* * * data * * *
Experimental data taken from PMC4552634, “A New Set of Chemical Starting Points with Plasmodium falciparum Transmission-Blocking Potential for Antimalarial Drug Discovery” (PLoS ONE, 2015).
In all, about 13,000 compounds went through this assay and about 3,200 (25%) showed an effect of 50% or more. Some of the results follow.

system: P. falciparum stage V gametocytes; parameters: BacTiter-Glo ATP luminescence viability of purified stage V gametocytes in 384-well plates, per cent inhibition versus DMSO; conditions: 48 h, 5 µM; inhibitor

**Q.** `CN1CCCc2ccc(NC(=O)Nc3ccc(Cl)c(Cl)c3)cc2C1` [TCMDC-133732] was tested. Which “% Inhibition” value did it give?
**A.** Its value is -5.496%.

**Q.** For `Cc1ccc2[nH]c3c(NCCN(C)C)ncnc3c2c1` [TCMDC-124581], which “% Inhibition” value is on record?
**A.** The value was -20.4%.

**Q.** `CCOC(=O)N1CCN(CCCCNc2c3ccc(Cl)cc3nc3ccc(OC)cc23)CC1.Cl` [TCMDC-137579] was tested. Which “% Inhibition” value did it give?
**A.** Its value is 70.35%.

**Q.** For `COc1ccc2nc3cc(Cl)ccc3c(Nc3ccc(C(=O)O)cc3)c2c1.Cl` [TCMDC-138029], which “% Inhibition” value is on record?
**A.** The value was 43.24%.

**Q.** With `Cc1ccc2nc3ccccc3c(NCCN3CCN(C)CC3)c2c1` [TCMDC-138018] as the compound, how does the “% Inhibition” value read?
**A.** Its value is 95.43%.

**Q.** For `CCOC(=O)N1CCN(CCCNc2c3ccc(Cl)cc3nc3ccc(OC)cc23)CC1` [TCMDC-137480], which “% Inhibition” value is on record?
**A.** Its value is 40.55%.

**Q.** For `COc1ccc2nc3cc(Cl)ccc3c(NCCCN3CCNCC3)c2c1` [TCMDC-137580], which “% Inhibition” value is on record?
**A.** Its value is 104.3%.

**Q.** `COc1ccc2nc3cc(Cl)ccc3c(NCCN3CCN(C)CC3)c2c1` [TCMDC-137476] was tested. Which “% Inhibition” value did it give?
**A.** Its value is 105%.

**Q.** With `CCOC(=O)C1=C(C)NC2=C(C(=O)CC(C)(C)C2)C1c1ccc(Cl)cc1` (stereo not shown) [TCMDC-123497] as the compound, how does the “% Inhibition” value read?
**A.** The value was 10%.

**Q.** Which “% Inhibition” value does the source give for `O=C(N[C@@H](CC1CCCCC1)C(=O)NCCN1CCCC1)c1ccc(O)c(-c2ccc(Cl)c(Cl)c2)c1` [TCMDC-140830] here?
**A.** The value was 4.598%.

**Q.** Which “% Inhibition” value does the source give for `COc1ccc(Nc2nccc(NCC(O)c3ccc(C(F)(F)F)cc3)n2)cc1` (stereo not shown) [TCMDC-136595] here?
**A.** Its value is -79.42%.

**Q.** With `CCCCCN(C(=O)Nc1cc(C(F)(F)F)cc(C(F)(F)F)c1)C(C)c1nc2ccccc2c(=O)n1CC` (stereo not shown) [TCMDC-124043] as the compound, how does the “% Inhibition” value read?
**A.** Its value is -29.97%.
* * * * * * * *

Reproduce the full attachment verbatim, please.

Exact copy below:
Experimental data taken from PMC4552634, “A New Set of Chemical Starting Points with Plasmodium falciparum Transmission-Blocking Potential for Antimalarial Drug Discovery” (PLoS ONE, 2015).
In all, about 13,000 compounds went through this assay and about 3,200 (25%) showed an effect of 50% or more. Some of the results follow.

system: P. falciparum stage V gametocytes; parameters: BacTiter-Glo ATP luminescence viability of purified stage V gametocytes in 384-well plates, per cent inhibition versus DMSO; conditions: 48 h, 5 µM; inhibitor

**Q.** `CN1CCCc2ccc(NC(=O)Nc3ccc(Cl)c(Cl)c3)cc2C1` [TCMDC-133732] was tested. Which “% Inhibition” value did it give?
**A.** Its value is -5.496%.

**Q.** For `Cc1ccc2[nH]c3c(NCCN(C)C)ncnc3c2c1` [TCMDC-124581], which “% Inhibition” value is on record?
**A.** The value was -20.4%.

**Q.** `CCOC(=O)N1CCN(CCCCNc2c3ccc(Cl)cc3nc3ccc(OC)cc23)CC1.Cl` [TCMDC-137579] was tested. Which “% Inhibition” value did it give?
**A.** Its value is 70.35%.

**Q.** For `COc1ccc2nc3cc(Cl)ccc3c(Nc3ccc(C(=O)O)cc3)c2c1.Cl` [TCMDC-138029], which “% Inhibition” value is on record?
**A.** The value was 43.24%.

**Q.** With `Cc1ccc2nc3ccccc3c(NCCN3CCN(C)CC3)c2c1` [TCMDC-138018] as the compound, how does the “% Inhibition” value read?
**A.** Its value is 95.43%.

**Q.** For `CCOC(=O)N1CCN(CCCNc2c3ccc(Cl)cc3nc3ccc(OC)cc23)CC1` [TCMDC-137480], which “% Inhibition” value is on record?
**A.** Its value is 40.55%.

**Q.** For `COc1ccc2nc3cc(Cl)ccc3c(NCCCN3CCNCC3)c2c1` [TCMDC-137580], which “% Inhibition” value is on record?
**A.** Its value is 104.3%.

**Q.** `COc1ccc2nc3cc(Cl)ccc3c(NCCN3CCN(C)CC3)c2c1` [TCMDC-137476] was tested. Which “% Inhibition” value did it give?
**A.** Its value is 105%.

**Q.** With `CCOC(=O)C1=C(C)NC2=C(C(=O)CC(C)(C)C2)C1c1ccc(Cl)cc1` (stereo not shown) [TCMDC-123497] as the compound, how does the “% Inhibition” value read?
**A.** The value was 10%.

**Q.** Which “% Inhibition” value does the source give for `O=C(N[C@@H](CC1CCCCC1)C(=O)NCCN1CCCC1)c1ccc(O)c(-c2ccc(Cl)c(Cl)c2)c1` [TCMDC-140830] here?
**A.** The value was 4.598%.

**Q.** Which “% Inhibition” value does the source give for `COc1ccc(Nc2nccc(NCC(O)c3ccc(C(F)(F)F)cc3)n2)cc1` (stereo not shown) [TCMDC-136595] here?
**A.** Its value is -79.42%.

**Q.** With `CCCCCN(C(=O)Nc1cc(C(F)(F)F)cc(C(F)(F)F)c1)C(C)c1nc2ccccc2c(=O)n1CC` (stereo not shown) [TCMDC-124043] as the compound, how does the “% Inhibition” value read?
**A.** Its value is -29.97%.